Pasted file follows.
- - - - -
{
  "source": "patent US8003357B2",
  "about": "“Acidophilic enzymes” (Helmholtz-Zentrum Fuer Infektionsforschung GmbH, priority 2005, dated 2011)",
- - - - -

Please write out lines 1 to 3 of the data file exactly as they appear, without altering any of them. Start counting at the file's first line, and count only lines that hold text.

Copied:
{
  "source": "patent US8003357B2",
  "about": "“Acidophilic enzymes” (Helmholtz-Zentrum Fuer Infektionsforschung GmbH, priority 2005, dated 2011)",